Everyone should see their optometrist if they experience dry eyes. In order to determine if a patient has dry eye, it requires an extensive examination of their anterior segment (eyelashes, eyelids, lid margin, cornea). Examining the glands on the eyelids, the overall production of tears and the stability of the tear layer are three very important factors that are assessed. Additionally there are “dyes” that can be used to highlight specific areas of the area that have become irritated.
Depending on the type of dry eye, the treatment can vary. The most common and first line treatment of Dry eye is artificial tears. There is a wide variety of artificial tears on the market, make sure you find out which is best for you. Other forms of dry eye are treated with nutritional supplements and heating pads. With more severe dry eye cases, there are prescription eye drops that are utilized to provide a much needed efficacy.
In some cases, watery eyes are caused by dry eyes. The body will begin to produce tears to provide improved lubrication to the eye, but they are “reflex” tears. These “reflex tears” are only one part of the complex combination of components that forms the “tear film”. Supplementation with proper artificial tears will help to reduce tearing.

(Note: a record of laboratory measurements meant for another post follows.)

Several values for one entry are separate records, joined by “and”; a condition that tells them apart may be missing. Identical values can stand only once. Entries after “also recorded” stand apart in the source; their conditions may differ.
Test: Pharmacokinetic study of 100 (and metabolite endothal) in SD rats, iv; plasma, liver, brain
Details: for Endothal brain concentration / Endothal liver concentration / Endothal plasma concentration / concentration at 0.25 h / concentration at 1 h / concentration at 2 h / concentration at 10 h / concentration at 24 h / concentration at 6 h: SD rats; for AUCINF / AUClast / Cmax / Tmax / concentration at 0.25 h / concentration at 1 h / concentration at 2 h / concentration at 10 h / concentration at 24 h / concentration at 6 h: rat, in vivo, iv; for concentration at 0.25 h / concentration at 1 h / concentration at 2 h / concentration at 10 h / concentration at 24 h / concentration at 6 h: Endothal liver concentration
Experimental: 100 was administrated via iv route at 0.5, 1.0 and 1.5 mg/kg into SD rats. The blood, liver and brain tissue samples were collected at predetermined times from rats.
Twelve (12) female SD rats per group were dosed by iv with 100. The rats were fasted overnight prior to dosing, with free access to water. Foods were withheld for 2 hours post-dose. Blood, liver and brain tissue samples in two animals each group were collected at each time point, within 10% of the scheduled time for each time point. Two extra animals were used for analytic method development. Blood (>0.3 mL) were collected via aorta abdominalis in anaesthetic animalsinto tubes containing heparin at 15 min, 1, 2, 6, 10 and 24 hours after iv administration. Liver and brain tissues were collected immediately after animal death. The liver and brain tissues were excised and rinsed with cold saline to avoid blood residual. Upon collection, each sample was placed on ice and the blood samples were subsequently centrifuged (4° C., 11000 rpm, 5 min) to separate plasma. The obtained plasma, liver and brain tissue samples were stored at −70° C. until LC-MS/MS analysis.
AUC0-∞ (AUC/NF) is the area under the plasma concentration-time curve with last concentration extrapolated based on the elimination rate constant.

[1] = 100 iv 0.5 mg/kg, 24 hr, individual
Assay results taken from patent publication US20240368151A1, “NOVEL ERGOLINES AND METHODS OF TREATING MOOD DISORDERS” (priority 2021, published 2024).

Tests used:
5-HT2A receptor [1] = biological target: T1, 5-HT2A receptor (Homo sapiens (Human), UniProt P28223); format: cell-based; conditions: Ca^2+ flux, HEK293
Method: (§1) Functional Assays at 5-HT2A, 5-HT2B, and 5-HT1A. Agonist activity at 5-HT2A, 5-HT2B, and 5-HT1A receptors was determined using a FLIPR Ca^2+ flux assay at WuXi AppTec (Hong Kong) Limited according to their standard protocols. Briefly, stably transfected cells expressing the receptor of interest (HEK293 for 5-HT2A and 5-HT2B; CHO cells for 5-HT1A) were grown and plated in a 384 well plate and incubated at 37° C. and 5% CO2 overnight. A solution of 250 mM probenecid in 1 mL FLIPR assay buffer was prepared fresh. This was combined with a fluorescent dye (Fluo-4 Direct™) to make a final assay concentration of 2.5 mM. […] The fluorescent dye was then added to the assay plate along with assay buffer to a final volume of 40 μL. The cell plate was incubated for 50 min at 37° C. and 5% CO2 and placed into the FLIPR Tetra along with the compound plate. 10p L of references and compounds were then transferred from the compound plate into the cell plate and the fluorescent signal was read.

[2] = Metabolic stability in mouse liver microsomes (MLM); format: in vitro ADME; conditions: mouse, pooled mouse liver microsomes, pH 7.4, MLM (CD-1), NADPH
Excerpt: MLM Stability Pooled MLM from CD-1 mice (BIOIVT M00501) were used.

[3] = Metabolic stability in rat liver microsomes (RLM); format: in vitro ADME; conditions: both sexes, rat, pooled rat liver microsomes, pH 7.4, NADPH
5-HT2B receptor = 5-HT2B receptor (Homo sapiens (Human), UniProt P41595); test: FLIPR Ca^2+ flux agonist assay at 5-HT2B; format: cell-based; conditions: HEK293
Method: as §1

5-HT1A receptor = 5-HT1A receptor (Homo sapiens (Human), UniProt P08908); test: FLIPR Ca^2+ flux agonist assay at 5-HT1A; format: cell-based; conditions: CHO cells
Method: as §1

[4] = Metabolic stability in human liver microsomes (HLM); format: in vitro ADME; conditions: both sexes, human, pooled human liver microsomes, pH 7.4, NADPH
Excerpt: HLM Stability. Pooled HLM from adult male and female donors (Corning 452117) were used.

Dry Eye Syndrome is most common in women and people over the age of 40. Women are more likely to have dry eye syndrome due to hormonal changes that occur during menstruation, menopause, and pregnancy all which can decrease tear production. As well there are many medications that can cause a decrease in tear production leading to dry eye.
NOTE: Dry eyes tend to be worse in the winter months. The heat in cars and homes dry the skin and the eyes.
Here are some handy tips to avoid exacerbating dry eye factors:
- Avoid having fans/heaters directed towards your face
- Drink lots of water to improve overall systemic hydration
- Take breaks during prolonged computer/cell phone usage